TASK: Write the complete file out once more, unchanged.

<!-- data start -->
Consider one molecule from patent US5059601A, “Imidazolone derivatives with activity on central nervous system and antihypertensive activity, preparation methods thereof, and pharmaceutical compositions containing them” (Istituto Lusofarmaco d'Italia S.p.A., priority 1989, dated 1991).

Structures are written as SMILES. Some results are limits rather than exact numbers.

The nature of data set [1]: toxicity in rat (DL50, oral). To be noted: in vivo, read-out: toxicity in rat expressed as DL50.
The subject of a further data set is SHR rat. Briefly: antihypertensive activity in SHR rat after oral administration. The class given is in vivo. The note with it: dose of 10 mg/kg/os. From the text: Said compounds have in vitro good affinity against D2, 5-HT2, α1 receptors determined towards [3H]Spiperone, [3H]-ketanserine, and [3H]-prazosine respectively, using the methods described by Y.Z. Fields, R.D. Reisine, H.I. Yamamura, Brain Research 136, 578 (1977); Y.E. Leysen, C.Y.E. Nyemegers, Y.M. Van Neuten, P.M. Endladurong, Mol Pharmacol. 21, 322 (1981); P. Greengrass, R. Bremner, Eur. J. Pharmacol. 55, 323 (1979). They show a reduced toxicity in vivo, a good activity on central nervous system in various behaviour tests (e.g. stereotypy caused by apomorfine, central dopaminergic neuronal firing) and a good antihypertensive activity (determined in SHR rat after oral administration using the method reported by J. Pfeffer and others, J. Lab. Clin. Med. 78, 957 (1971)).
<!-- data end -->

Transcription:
Consider one molecule from patent US5059601A, “Imidazolone derivatives with activity on central nervous system and antihypertensive activity, preparation methods thereof, and pharmaceutical compositions containing them” (Istituto Lusofarmaco d'Italia S.p.A., priority 1989, dated 1991).

Structures are written as SMILES. Some results are limits rather than exact numbers.

The nature of data set [1]: toxicity in rat (DL50, oral). To be noted: in vivo, read-out: toxicity in rat expressed as DL50.
The subject of a further data set is SHR rat. Briefly: antihypertensive activity in SHR rat after oral administration. The class given is in vivo. The note with it: dose of 10 mg/kg/os. From the text: Said compounds have in vitro good affinity against D2, 5-HT2, α1 receptors determined towards [3H]Spiperone, [3H]-ketanserine, and [3H]-prazosine respectively, using the methods described by Y.Z. Fields, R.D. Reisine, H.I. Yamamura, Brain Research 136, 578 (1977); Y.E. Leysen, C.Y.E. Nyemegers, Y.M. Van Neuten, P.M. Endladurong, Mol Pharmacol. 21, 322 (1981); P. Greengrass, R. Bremner, Eur. J. Pharmacol. 55, 323 (1979). They show a reduced toxicity in vivo, a good activity on central nervous system in various behaviour tests (e.g. stereotypy caused by apomorfine, central dopaminergic neuronal firing) and a good antihypertensive activity (determined in SHR rat after oral administration using the method reported by J. Pfeffer and others, J. Lab. Clin. Med. 78, 957 (1971)).